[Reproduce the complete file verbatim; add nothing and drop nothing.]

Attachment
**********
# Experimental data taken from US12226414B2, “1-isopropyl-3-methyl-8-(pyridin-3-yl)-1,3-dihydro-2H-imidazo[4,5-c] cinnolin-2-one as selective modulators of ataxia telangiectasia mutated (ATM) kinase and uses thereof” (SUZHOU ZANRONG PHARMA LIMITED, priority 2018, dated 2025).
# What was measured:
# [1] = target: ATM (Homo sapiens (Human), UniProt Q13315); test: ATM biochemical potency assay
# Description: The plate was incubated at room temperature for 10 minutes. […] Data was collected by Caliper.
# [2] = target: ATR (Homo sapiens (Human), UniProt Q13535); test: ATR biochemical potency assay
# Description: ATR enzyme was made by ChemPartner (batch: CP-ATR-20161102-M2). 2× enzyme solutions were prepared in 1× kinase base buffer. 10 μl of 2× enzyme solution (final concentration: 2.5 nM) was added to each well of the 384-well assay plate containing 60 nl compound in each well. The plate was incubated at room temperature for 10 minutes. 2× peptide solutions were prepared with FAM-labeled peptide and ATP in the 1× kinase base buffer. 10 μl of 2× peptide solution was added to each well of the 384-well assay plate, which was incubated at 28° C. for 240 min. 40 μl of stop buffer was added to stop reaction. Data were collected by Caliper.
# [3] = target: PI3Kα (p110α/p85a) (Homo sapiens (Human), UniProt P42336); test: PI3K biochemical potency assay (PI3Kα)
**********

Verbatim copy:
# Experimental data taken from US12226414B2, “1-isopropyl-3-methyl-8-(pyridin-3-yl)-1,3-dihydro-2H-imidazo[4,5-c] cinnolin-2-one as selective modulators of ataxia telangiectasia mutated (ATM) kinase and uses thereof” (SUZHOU ZANRONG PHARMA LIMITED, priority 2018, dated 2025).
# What was measured:
# [1] = target: ATM (Homo sapiens (Human), UniProt Q13315); test: ATM biochemical potency assay
# Description: The plate was incubated at room temperature for 10 minutes. […] Data was collected by Caliper.
# [2] = target: ATR (Homo sapiens (Human), UniProt Q13535); test: ATR biochemical potency assay
# Description: ATR enzyme was made by ChemPartner (batch: CP-ATR-20161102-M2). 2× enzyme solutions were prepared in 1× kinase base buffer. 10 μl of 2× enzyme solution (final concentration: 2.5 nM) was added to each well of the 384-well assay plate containing 60 nl compound in each well. The plate was incubated at room temperature for 10 minutes. 2× peptide solutions were prepared with FAM-labeled peptide and ATP in the 1× kinase base buffer. 10 μl of 2× peptide solution was added to each well of the 384-well assay plate, which was incubated at 28° C. for 240 min. 40 μl of stop buffer was added to stop reaction. Data were collected by Caliper.
# [3] = target: PI3Kα (p110α/p85a) (Homo sapiens (Human), UniProt P42336); test: PI3K biochemical potency assay (PI3Kα)